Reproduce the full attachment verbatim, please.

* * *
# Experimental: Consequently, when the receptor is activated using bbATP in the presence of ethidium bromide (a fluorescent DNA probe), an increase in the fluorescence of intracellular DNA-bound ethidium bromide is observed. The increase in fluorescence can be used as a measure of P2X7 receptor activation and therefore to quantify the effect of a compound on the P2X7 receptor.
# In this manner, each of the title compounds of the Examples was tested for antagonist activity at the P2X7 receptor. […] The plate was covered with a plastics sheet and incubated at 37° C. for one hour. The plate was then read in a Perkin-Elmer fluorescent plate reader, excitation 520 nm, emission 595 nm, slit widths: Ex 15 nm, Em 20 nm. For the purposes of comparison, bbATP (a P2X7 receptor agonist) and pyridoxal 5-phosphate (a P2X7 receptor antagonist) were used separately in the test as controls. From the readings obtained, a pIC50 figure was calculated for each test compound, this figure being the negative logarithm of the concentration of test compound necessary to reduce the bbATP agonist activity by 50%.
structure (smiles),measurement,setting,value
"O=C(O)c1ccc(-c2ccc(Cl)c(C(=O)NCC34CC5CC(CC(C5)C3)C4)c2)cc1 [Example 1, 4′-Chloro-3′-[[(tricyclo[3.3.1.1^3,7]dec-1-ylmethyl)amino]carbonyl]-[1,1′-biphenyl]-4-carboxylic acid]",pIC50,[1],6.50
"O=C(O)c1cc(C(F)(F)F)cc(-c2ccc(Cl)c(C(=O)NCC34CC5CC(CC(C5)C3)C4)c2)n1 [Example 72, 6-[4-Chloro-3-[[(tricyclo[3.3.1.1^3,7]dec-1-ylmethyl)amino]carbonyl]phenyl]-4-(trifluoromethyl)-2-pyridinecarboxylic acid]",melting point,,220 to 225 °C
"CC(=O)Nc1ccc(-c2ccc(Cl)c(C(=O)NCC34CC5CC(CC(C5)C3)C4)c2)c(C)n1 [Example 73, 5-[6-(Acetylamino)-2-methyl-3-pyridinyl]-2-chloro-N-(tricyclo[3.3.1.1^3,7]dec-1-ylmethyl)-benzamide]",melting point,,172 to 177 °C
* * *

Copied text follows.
# Experimental: Consequently, when the receptor is activated using bbATP in the presence of ethidium bromide (a fluorescent DNA probe), an increase in the fluorescence of intracellular DNA-bound ethidium bromide is observed. The increase in fluorescence can be used as a measure of P2X7 receptor activation and therefore to quantify the effect of a compound on the P2X7 receptor.
# In this manner, each of the title compounds of the Examples was tested for antagonist activity at the P2X7 receptor. […] The plate was covered with a plastics sheet and incubated at 37° C. for one hour. The plate was then read in a Perkin-Elmer fluorescent plate reader, excitation 520 nm, emission 595 nm, slit widths: Ex 15 nm, Em 20 nm. For the purposes of comparison, bbATP (a P2X7 receptor agonist) and pyridoxal 5-phosphate (a P2X7 receptor antagonist) were used separately in the test as controls. From the readings obtained, a pIC50 figure was calculated for each test compound, this figure being the negative logarithm of the concentration of test compound necessary to reduce the bbATP agonist activity by 50%.
structure (smiles),measurement,setting,value
"O=C(O)c1ccc(-c2ccc(Cl)c(C(=O)NCC34CC5CC(CC(C5)C3)C4)c2)cc1 [Example 1, 4′-Chloro-3′-[[(tricyclo[3.3.1.1^3,7]dec-1-ylmethyl)amino]carbonyl]-[1,1′-biphenyl]-4-carboxylic acid]",pIC50,[1],6.50
"O=C(O)c1cc(C(F)(F)F)cc(-c2ccc(Cl)c(C(=O)NCC34CC5CC(CC(C5)C3)C4)c2)n1 [Example 72, 6-[4-Chloro-3-[[(tricyclo[3.3.1.1^3,7]dec-1-ylmethyl)amino]carbonyl]phenyl]-4-(trifluoromethyl)-2-pyridinecarboxylic acid]",melting point,,220 to 225 °C
"CC(=O)Nc1ccc(-c2ccc(Cl)c(C(=O)NCC34CC5CC(CC(C5)C3)C4)c2)c(C)n1 [Example 73, 5-[6-(Acetylamino)-2-methyl-3-pyridinyl]-2-chloro-N-(tricyclo[3.3.1.1^3,7]dec-1-ylmethyl)-benzamide]",melting point,,172 to 177 °C